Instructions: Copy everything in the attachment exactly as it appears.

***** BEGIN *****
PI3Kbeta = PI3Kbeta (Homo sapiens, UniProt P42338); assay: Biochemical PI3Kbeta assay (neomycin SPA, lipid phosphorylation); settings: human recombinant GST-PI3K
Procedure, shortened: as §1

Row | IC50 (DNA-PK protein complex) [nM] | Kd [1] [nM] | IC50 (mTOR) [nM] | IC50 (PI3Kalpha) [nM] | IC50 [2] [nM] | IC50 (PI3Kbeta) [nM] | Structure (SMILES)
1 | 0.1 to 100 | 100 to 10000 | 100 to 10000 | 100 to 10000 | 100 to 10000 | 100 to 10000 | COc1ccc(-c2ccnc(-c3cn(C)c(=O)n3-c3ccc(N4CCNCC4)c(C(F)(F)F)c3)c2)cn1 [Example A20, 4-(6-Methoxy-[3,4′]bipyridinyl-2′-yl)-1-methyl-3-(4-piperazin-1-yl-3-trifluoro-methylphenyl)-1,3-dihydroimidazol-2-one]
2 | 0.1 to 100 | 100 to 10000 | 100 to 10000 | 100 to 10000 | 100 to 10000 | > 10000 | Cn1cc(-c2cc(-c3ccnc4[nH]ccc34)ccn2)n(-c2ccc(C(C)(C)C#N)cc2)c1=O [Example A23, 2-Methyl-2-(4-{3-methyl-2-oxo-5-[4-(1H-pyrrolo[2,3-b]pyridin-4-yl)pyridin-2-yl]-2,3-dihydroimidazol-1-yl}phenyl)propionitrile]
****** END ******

PI3Kbeta = PI3Kbeta (Homo sapiens, UniProt P42338); assay: Biochemical PI3Kbeta assay (neomycin SPA, lipid phosphorylation); settings: human recombinant GST-PI3K
Procedure, shortened: as §1

Row | IC50 (DNA-PK protein complex) [nM] | Kd [1] [nM] | IC50 (mTOR) [nM] | IC50 (PI3Kalpha) [nM] | IC50 [2] [nM] | IC50 (PI3Kbeta) [nM] | Structure (SMILES)
1 | 0.1 to 100 | 100 to 10000 | 100 to 10000 | 100 to 10000 | 100 to 10000 | 100 to 10000 | COc1ccc(-c2ccnc(-c3cn(C)c(=O)n3-c3ccc(N4CCNCC4)c(C(F)(F)F)c3)c2)cn1 [Example A20, 4-(6-Methoxy-[3,4′]bipyridinyl-2′-yl)-1-methyl-3-(4-piperazin-1-yl-3-trifluoro-methylphenyl)-1,3-dihydroimidazol-2-one]
2 | 0.1 to 100 | 100 to 10000 | 100 to 10000 | 100 to 10000 | 100 to 10000 | > 10000 | Cn1cc(-c2cc(-c3ccnc4[nH]ccc34)ccn2)n(-c2ccc(C(C)(C)C#N)cc2)c1=O [Example A23, 2-Methyl-2-(4-{3-methyl-2-oxo-5-[4-(1H-pyrrolo[2,3-b]pyridin-4-yl)pyridin-2-yl]-2,3-dihydroimidazol-1-yl}phenyl)propionitrile]